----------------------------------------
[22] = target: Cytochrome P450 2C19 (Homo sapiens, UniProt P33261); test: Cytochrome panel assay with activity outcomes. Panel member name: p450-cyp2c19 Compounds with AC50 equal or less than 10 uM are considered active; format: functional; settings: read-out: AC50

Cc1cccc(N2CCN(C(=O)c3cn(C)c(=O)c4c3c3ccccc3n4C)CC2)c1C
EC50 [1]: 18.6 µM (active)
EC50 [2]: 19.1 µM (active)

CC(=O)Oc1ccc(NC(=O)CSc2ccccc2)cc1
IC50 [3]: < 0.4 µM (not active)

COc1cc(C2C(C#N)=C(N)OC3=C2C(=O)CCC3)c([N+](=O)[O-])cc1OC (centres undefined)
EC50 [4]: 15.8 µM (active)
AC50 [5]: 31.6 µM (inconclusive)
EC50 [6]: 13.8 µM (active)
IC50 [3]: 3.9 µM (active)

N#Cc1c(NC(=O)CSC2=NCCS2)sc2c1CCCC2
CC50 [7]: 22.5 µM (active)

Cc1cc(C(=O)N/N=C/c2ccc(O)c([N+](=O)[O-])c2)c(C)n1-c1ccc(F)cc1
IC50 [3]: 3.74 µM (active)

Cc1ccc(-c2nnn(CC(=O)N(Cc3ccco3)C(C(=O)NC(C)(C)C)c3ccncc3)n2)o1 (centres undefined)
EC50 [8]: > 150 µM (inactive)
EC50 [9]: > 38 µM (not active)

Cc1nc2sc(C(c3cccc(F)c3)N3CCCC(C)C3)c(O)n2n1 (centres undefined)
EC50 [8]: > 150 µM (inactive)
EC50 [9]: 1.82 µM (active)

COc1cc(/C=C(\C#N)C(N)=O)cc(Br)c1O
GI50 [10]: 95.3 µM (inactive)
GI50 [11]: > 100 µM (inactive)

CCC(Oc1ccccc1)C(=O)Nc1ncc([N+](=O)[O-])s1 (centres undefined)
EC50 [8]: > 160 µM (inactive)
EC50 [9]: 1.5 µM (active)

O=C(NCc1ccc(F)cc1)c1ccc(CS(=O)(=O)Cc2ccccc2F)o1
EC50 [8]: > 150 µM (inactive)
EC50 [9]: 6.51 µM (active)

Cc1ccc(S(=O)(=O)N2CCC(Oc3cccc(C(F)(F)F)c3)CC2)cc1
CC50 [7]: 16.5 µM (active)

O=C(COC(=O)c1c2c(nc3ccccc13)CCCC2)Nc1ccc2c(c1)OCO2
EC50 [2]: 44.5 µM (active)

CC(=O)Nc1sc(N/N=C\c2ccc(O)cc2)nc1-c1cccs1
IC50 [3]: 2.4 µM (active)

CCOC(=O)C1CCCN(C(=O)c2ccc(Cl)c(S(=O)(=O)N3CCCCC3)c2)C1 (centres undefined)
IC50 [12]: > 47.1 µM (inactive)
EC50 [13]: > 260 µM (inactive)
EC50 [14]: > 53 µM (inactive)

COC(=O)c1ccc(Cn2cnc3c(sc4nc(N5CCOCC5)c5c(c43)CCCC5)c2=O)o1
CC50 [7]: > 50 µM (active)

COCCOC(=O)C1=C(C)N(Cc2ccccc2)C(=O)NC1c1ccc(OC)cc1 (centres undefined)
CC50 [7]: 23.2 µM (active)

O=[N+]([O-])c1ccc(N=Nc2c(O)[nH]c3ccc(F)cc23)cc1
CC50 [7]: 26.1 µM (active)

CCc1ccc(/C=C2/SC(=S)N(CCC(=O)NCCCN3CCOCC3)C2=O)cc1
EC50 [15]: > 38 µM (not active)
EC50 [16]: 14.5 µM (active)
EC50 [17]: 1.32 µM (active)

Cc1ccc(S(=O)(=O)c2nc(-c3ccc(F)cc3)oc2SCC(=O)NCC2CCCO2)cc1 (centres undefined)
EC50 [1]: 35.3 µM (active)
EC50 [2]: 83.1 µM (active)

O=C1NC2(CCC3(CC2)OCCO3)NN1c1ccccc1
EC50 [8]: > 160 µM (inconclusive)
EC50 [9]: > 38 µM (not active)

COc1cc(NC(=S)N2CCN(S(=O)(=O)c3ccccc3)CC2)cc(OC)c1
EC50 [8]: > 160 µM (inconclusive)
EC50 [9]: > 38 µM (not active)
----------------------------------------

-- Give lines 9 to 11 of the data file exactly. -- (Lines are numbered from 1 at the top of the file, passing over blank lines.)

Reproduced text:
AC50 [5]: 31.6 µM (inconclusive)
EC50 [6]: 13.8 µM (active)
IC50 [3]: 3.9 µM (active)